Clever, ambitious, and always in search of greater efficiency, we Americans have, in two short centuries, created a world of push button, round the clock comfort for ourselves. The basic needs of humanity – food, clothing, shelter, entertainment, transportation, and even sexual pleasure – no longer need to be personally laboured for or ritualised or even understood. All these things are available to us now for mere cash. Or credit. Which means that nobody needs to know how to do anything any more, except the one narrow skill that will earn enough money to pay for the conveniences and services of modern living.
But in replacing every challenge with a short cut we seem to have lost something and Eustace isn’t the only person feeling that loss. We are an increasingly depressed and anxious people – and not for nothing. Arguably, all these modern conveniences have been adopted to save us time. But time for what? Having created a system that tends to our every need without causing us undue exertion or labour, we can now fill those hours with…? 

I have come to realize during our return to America that I am no longer craving convenience. Instead, I am, in fact, craving less convenience.

For four years I lived without choices.

And you know, it was kind of nice not having so many choices.

"I used to dream about the perfect house and perfect clothes. Now I find myself dreaming about fresh air and blackberry bushes. Baby chickens and maple trees. Hanging laundry and a good pair of overalls. And maybe building a cabin one day."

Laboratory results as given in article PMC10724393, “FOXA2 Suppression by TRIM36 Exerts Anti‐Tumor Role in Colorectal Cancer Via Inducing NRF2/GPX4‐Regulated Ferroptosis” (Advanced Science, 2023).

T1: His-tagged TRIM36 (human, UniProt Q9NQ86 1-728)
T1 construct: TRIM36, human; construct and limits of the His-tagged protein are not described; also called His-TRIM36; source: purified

Five years ago I would have read those words and appreciated them but not echoed them. But somehow, this man I fell in love with way back in 1996 has rubbed off on me. As we viewed various farm properties a few weeks back, I actually said out loud, "Don't you think those neighbors are a bit too close?" And I literally slapped my hand over my mouth when I said, "But you can see a road. I don't think we want to live that close to the road do we?"

I think it took everything within JB not to raise his hands up to the sky and thank the Almighty Lord for  causing his wife to see the light. 
In Craving a World of Less Convenience Ashley Hackshaw writes about returning to the farmhouse that her grandfather had told all of his stories about.

"When we arrived at the farmhouse I think what hit us most was the remoteness of it.
What on earth did they do out here?
Where did they buy things?
Who did they talk to?
And the answer was so simple:
They worked all day.
They rarely bought things.
They talked to each other.
They shared with neighbors.
They went to church.
They were pretty darn self sufficient.
This was the American Dream.
And they were happy."


Phil Danner said...

Wendi, you and your husband are such good writers! I appreciate both your blogs and the values they express. May God bless your family and lead you to just the right place and right lifestyle for you.

Angie said...

This is a great blog Wendi! You are so right. God has blessed us with all kinds of beautiful nature and we need to enjoy and thrive in it! I love that you are embracing it!

Unknown said...

One of the BEST BLOGS ever!!!!! I am making copies if you dont mind..and sharing on facebook too..this is AWESOME and so so true! I think I just SOOOOOOOOOOOOOOOOOOOOOo crave simple!! :) I agree with guys are amazing writers, and that you share all this with all of us is a TRUE BLESSING!! Thank you! xo N

Anonymous said...

Have you all read Last Child in the Woods? I have not read it yet, but it is on my list. Based on the recommendation to me, it sounds like something your family might appreciate!


Anonymous said...

I just finished reading "Miracle in the Hills: The lively personal story of a woman doctor's forty-year crusade in the mountains of north Carolina" by Mary T. Martin Sloop, MD..they would get away once in awhile to Johnson City and Asheville so it's your neck of the woods. I loved it cuz we visit the little town they helped build Crossnore everytime we go our vacation to Roan Mt TN -and dream of retiring there! I think you'd love it -Tante Jan cusoonLordwilling!